SUMTER COUNTY, SC (WIS) - South Carolina State Superintendent of Education Molly Spearman announced Wednesday that she’s declared a “fiscal emergency” in the Sumter County School District, due to the body’s “non-compliance with the district’s financial recovery plan and the possibility of further fiscal decline.”
“Decisions that put the financial stability of a school district at risk and put the education of students and tax dollars of the public in jeopardy cannot be tolerated,” Spearman said in the announcement. “The Sumter School Board made a conscientious effort last year to fix the financial crossroads that it found itself in but recent decision making by the Board has undermined that effort. I am committed and bound to intervene through a fiscal emergency to ensure the best interests of the students, parents, and Sumter community are being served. We will work quickly and diligently to move the district in the right direction.”
The fiscal practices legislation requires that the State Superintendent declare a fiscal emergency in five situations:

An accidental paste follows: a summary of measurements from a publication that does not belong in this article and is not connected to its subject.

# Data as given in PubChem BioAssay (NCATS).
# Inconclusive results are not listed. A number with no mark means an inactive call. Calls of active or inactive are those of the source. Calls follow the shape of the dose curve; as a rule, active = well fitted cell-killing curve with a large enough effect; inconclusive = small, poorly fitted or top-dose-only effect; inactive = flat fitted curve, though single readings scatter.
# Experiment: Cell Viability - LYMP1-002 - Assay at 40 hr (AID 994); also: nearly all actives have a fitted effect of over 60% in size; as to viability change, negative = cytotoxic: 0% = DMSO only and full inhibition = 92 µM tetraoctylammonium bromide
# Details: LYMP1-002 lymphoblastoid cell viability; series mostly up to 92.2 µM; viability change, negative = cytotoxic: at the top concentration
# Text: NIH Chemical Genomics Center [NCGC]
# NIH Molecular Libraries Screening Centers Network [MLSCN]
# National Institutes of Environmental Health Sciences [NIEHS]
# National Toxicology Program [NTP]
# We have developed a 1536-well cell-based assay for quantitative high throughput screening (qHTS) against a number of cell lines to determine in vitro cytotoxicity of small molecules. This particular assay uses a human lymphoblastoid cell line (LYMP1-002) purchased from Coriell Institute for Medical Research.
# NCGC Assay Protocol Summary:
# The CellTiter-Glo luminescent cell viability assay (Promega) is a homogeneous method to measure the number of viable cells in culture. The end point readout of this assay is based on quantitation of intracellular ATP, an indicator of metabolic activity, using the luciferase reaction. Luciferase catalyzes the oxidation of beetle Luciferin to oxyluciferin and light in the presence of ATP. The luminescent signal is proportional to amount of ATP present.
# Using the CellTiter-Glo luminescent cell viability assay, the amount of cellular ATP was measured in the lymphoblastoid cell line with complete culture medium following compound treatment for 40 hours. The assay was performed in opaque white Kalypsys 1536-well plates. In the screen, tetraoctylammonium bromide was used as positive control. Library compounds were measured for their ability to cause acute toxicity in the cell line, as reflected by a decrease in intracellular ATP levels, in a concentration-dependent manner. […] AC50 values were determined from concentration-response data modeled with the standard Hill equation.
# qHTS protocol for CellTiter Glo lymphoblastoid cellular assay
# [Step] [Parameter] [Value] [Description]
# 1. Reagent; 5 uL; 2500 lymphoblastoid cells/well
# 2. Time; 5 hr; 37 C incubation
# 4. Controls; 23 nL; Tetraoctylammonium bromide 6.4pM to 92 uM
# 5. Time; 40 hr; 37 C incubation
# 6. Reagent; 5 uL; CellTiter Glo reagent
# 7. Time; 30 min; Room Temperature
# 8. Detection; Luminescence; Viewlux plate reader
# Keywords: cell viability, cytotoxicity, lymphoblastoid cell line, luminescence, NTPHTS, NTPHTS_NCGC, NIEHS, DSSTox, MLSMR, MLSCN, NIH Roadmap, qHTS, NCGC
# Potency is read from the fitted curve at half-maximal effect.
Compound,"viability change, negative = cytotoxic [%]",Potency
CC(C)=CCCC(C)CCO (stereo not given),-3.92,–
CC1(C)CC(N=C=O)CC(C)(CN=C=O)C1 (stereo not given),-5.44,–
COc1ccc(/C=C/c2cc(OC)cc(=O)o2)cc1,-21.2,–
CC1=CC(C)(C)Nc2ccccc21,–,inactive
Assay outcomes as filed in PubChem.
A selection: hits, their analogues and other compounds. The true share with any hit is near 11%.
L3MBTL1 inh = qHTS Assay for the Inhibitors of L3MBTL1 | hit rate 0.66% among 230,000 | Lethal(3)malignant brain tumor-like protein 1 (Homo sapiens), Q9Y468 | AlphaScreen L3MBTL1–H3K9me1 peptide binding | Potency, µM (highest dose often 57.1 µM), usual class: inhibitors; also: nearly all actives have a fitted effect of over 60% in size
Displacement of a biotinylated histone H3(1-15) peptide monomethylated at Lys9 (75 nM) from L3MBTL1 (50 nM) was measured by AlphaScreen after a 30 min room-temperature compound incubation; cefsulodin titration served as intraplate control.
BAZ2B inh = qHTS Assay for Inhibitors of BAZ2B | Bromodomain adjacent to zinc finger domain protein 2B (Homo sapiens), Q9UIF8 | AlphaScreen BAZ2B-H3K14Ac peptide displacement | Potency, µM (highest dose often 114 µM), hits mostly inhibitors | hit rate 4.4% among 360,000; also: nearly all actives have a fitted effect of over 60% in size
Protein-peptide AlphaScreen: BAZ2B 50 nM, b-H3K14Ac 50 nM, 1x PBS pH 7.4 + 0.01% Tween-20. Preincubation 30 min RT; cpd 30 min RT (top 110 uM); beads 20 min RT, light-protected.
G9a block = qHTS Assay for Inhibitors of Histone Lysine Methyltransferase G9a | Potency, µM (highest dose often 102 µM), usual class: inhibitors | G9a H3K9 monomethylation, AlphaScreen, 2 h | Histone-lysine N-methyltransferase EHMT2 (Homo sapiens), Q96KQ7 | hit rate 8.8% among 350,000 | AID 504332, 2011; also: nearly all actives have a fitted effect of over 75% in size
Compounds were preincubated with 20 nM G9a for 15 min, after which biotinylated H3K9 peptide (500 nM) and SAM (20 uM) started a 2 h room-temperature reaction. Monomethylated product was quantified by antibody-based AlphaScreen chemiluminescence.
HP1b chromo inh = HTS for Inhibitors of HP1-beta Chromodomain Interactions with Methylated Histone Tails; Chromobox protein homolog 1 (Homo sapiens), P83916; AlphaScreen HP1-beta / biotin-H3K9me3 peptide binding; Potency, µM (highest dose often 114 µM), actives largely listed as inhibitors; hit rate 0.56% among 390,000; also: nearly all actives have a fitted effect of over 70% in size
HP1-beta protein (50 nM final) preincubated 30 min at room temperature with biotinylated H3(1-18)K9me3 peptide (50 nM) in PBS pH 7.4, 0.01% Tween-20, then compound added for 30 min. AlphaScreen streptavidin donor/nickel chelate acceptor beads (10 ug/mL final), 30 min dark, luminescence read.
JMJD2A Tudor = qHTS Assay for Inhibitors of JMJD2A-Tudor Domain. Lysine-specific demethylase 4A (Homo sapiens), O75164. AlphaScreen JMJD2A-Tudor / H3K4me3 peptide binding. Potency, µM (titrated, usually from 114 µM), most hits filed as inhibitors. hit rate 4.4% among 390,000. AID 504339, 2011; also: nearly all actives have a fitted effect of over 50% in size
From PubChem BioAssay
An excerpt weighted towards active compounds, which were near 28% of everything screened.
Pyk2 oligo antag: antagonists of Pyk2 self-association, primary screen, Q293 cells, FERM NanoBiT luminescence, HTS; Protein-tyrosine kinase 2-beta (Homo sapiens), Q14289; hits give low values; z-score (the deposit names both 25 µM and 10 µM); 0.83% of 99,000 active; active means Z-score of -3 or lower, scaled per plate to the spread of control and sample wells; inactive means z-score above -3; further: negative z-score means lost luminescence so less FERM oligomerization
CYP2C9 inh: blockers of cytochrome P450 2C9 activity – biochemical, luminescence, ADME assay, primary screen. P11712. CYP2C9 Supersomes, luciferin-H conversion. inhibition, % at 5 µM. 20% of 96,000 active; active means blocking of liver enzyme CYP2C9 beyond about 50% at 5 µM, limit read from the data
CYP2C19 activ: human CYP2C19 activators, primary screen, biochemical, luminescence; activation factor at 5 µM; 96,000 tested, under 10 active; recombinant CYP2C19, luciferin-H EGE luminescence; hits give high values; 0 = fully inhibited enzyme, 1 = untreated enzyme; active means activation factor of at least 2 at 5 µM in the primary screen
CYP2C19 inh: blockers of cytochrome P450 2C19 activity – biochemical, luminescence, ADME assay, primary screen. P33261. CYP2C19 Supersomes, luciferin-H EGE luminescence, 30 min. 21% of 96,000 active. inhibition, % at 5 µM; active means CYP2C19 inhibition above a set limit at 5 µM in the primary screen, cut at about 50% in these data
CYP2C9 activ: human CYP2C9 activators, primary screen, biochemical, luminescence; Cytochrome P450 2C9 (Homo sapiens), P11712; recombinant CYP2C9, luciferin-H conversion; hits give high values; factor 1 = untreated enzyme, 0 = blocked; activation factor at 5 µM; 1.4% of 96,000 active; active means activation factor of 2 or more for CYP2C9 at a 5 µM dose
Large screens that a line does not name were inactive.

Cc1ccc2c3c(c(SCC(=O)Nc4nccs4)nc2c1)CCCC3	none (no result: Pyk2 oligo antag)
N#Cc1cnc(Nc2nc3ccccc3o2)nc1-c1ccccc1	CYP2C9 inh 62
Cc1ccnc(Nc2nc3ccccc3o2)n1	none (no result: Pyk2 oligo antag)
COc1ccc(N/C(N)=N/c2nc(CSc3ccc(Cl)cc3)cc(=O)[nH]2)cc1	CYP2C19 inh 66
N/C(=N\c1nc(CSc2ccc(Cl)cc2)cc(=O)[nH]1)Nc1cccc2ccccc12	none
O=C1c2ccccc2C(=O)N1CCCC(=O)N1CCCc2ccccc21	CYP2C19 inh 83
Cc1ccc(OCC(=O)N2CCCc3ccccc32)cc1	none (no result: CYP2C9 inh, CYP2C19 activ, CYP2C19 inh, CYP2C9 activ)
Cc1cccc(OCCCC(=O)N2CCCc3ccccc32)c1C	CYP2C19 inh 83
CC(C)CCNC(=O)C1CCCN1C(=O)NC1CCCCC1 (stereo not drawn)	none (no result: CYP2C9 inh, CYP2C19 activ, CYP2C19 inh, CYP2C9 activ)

- Failure to submit an acceptable fiscal caution recovery plan
- Failure to comply with a fiscal caution recovery plan
- Risk of debt default
- Three fiscal years of fiscal watch or caution
- Necessary to correct fiscal problems
In May of 2017, Governor McMaster signed into law legislation creating the Statewide Program on District Fiscal Practices and Budgetary Conditions.
The legislation sets forth escalating levels of fiscal and budgetary concern under which the State Superintendent may or must declare that level of concern and put into place conditions to rectify the district's fiscal and budgetary conditions. The three levels are a fiscal watch, fiscal caution, and fiscal emergency.
On March 19, 2018, the Sumter School District was placed on fiscal caution for failure to meet the Fiscal Year 2016-17 minimum general reserve fund balance.
Spearman’s annoucment continued to say:
In 2017, a consultant was paid $1,000 a day to assess the “widespread overspending" in the school district that led to the discovery of a $6.2 million shortage. After that discovery, the school district approved more than $6.8 million in budget cuts .
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